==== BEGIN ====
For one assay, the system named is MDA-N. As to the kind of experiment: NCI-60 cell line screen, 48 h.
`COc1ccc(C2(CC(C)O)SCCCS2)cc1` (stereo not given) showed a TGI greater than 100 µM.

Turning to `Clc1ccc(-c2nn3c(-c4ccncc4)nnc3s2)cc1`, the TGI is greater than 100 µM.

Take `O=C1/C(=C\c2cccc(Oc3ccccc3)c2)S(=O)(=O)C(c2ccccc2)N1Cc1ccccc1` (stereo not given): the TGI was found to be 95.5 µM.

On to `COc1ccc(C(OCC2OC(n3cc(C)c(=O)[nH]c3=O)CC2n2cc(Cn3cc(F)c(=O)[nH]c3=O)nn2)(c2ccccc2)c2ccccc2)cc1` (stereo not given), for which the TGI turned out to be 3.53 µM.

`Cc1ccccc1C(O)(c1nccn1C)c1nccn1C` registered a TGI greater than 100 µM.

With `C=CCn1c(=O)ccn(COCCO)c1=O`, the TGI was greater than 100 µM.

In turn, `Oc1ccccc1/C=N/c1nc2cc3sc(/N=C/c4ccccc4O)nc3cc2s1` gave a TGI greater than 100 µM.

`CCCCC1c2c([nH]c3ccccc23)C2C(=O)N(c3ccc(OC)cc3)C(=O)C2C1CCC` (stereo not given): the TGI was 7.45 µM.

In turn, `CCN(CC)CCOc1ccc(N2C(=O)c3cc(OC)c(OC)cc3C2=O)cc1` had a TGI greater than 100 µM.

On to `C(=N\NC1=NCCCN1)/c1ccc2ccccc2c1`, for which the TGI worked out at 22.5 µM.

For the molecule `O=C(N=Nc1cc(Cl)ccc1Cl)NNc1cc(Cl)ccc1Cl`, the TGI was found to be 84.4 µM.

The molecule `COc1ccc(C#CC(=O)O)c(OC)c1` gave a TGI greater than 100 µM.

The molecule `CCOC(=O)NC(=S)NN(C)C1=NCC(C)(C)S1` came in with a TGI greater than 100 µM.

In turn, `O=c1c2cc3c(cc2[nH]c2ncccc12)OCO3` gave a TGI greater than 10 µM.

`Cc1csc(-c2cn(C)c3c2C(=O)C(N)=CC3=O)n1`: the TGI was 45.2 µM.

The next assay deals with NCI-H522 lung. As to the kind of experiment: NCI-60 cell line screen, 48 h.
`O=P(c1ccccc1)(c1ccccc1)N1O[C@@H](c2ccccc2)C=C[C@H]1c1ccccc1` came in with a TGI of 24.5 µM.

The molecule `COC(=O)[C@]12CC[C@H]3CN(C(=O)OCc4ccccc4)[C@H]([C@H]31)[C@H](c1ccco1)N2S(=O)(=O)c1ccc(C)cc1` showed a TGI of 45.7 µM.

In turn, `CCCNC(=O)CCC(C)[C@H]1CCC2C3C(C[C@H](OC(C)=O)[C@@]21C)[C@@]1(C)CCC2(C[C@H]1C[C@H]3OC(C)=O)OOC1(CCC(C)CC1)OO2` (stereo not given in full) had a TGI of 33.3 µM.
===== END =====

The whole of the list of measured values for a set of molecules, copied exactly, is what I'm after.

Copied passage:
For one assay, the system named is MDA-N. As to the kind of experiment: NCI-60 cell line screen, 48 h.
`COc1ccc(C2(CC(C)O)SCCCS2)cc1` (stereo not given) showed a TGI greater than 100 µM.

Turning to `Clc1ccc(-c2nn3c(-c4ccncc4)nnc3s2)cc1`, the TGI is greater than 100 µM.

Take `O=C1/C(=C\c2cccc(Oc3ccccc3)c2)S(=O)(=O)C(c2ccccc2)N1Cc1ccccc1` (stereo not given): the TGI was found to be 95.5 µM.

On to `COc1ccc(C(OCC2OC(n3cc(C)c(=O)[nH]c3=O)CC2n2cc(Cn3cc(F)c(=O)[nH]c3=O)nn2)(c2ccccc2)c2ccccc2)cc1` (stereo not given), for which the TGI turned out to be 3.53 µM.

`Cc1ccccc1C(O)(c1nccn1C)c1nccn1C` registered a TGI greater than 100 µM.

With `C=CCn1c(=O)ccn(COCCO)c1=O`, the TGI was greater than 100 µM.

In turn, `Oc1ccccc1/C=N/c1nc2cc3sc(/N=C/c4ccccc4O)nc3cc2s1` gave a TGI greater than 100 µM.

`CCCCC1c2c([nH]c3ccccc23)C2C(=O)N(c3ccc(OC)cc3)C(=O)C2C1CCC` (stereo not given): the TGI was 7.45 µM.

In turn, `CCN(CC)CCOc1ccc(N2C(=O)c3cc(OC)c(OC)cc3C2=O)cc1` had a TGI greater than 100 µM.

On to `C(=N\NC1=NCCCN1)/c1ccc2ccccc2c1`, for which the TGI worked out at 22.5 µM.

For the molecule `O=C(N=Nc1cc(Cl)ccc1Cl)NNc1cc(Cl)ccc1Cl`, the TGI was found to be 84.4 µM.

The molecule `COc1ccc(C#CC(=O)O)c(OC)c1` gave a TGI greater than 100 µM.

The molecule `CCOC(=O)NC(=S)NN(C)C1=NCC(C)(C)S1` came in with a TGI greater than 100 µM.

In turn, `O=c1c2cc3c(cc2[nH]c2ncccc12)OCO3` gave a TGI greater than 10 µM.

`Cc1csc(-c2cn(C)c3c2C(=O)C(N)=CC3=O)n1`: the TGI was 45.2 µM.

The next assay deals with NCI-H522 lung. As to the kind of experiment: NCI-60 cell line screen, 48 h.
`O=P(c1ccccc1)(c1ccccc1)N1O[C@@H](c2ccccc2)C=C[C@H]1c1ccccc1` came in with a TGI of 24.5 µM.

The molecule `COC(=O)[C@]12CC[C@H]3CN(C(=O)OCc4ccccc4)[C@H]([C@H]31)[C@H](c1ccco1)N2S(=O)(=O)c1ccc(C)cc1` showed a TGI of 45.7 µM.

In turn, `CCCNC(=O)CCC(C)[C@H]1CCC2C3C(C[C@H](OC(C)=O)[C@@]21C)[C@@]1(C)CCC2(C[C@H]1C[C@H]3OC(C)=O)OOC1(CCC(C)CC1)OO2` (stereo not given in full) had a TGI of 33.3 µM.